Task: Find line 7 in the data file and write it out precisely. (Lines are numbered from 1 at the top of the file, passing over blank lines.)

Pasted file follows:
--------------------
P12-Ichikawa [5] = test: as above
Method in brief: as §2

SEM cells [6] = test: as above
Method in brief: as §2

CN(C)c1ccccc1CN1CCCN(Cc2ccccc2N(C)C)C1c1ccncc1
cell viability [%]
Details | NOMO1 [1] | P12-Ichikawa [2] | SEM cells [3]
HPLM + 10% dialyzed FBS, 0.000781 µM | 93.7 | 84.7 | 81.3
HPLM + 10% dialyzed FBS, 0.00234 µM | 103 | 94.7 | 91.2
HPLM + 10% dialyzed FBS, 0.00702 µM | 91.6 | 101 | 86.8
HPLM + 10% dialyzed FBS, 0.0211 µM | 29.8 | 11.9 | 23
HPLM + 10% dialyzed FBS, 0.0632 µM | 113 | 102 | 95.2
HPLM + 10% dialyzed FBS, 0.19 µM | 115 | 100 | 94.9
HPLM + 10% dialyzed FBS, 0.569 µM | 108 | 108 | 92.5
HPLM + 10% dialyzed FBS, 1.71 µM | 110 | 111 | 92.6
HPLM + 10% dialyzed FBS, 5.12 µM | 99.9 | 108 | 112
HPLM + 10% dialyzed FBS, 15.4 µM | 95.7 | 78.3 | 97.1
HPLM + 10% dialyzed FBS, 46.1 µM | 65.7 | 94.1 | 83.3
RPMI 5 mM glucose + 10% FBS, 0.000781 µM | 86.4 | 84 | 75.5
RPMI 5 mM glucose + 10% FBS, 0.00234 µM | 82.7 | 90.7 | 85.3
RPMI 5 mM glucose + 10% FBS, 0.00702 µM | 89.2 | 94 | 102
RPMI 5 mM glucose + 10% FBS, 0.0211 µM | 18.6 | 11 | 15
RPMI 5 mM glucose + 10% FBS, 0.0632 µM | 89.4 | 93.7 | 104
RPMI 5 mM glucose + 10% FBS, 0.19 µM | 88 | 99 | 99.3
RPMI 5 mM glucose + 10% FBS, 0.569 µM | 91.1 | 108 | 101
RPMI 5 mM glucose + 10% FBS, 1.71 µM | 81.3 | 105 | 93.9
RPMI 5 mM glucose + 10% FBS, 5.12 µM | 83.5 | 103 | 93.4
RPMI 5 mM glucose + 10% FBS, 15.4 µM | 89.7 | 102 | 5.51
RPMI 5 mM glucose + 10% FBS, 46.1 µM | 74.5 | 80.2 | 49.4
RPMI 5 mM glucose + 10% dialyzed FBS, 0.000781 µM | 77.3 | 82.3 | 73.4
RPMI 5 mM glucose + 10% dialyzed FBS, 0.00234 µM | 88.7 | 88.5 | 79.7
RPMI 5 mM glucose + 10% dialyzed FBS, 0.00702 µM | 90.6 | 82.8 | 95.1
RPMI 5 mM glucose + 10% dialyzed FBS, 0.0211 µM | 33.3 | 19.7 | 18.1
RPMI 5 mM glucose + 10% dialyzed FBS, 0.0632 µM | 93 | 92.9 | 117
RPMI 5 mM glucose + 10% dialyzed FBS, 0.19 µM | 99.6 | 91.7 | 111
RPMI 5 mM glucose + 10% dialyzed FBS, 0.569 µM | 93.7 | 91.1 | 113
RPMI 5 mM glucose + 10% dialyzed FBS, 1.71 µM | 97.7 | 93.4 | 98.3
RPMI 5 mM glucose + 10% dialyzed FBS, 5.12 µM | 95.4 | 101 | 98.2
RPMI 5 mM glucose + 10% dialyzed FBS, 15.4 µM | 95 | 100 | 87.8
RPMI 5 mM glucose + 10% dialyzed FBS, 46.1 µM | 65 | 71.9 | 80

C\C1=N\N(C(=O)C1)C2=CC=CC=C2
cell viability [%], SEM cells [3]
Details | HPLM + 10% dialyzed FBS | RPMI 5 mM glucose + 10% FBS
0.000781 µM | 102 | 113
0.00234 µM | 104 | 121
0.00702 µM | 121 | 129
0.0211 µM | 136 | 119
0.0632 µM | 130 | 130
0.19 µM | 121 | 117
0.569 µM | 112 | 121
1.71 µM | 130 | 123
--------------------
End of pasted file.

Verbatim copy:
Details | NOMO1 [1] | P12-Ichikawa [2] | SEM cells [3]